In recent years a number of books have appeared in Western languages on the fascinating miniature sculptures of Japan called netsuke. Oddly enough, all these have been written by Occidentals, most of whom have drawn heavily - with varying degrees of accuracy - upon the research of Japanese experts.
High time it is, then, that the leading Japanese authority, Ueda Reikichi, be allowed to speak for himself. Ever since its Japanese publication in 1943, his 'Netsuke no Kenkyu' has been recognized as a definite work in the field. In adapting this valuable study from the Japanese and illustrating it profusely with new photographs, Raymond Bushell has performed a singular service for netsuke aficionados throughout the world. Netsuke have long exerted an irresistible attraction for Occidental collectors. These tiny carvings, principally in ivory and wood, are distinguished by a charm of conception and an attention to detail that frequently make them equal of sculpture on a grander scale. Yet they were originally utilitarian objects designed to serve as pendants or toggles to support tobacco pouches, medicine boxes, and similar items suspended by a cord from the obi. In compiling his handbook, Ueda engaged in exhaustive research that took him not only into the examination of thousands of individual netsuke but also into such areas as the history of the netsuke, the great variety of materials used by the carvers, the regional characteristics of the netsuke, and the biographical facts concerning no fewer than 1,342 netsuke carvers. This biographical information, arranged in concise and really digestible form, constitutes the second part of the volume and, for collectors, the most valuable part, for it includes not only the characters for the real and the art names of the carvers but also a large number of facsmile signatures by which the various carvers may be identified. The 226 photographs, of which 24 are in colour, represent a wide variety of outstanding and representative netsuke and thus form a panorama of netsuke history in which all types appear - from the early and comparatively simple to the late and more intricate.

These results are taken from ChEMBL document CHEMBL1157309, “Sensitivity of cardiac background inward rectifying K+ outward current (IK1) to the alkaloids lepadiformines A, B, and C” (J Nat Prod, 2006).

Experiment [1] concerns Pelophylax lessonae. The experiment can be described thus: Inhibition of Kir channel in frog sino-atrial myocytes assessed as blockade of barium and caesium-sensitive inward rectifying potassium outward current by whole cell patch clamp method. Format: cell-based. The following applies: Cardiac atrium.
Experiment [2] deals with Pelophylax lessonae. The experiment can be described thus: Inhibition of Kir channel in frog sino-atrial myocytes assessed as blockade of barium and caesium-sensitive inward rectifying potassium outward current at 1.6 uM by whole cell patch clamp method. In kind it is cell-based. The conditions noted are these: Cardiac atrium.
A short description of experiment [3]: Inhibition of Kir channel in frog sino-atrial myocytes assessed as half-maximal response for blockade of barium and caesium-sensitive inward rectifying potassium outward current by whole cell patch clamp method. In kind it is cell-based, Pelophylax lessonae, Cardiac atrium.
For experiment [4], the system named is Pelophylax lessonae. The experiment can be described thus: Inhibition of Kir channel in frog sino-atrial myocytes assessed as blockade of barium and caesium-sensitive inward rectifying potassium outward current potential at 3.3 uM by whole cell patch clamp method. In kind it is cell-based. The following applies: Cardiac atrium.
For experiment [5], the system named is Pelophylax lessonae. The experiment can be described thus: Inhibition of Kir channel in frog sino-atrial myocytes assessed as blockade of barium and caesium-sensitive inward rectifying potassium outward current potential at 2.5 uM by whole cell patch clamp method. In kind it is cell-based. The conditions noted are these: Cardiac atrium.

Published by Charles E. Tuttle Company, Inc. of Rutland, Vermont & Tokyo, Japan, 1979
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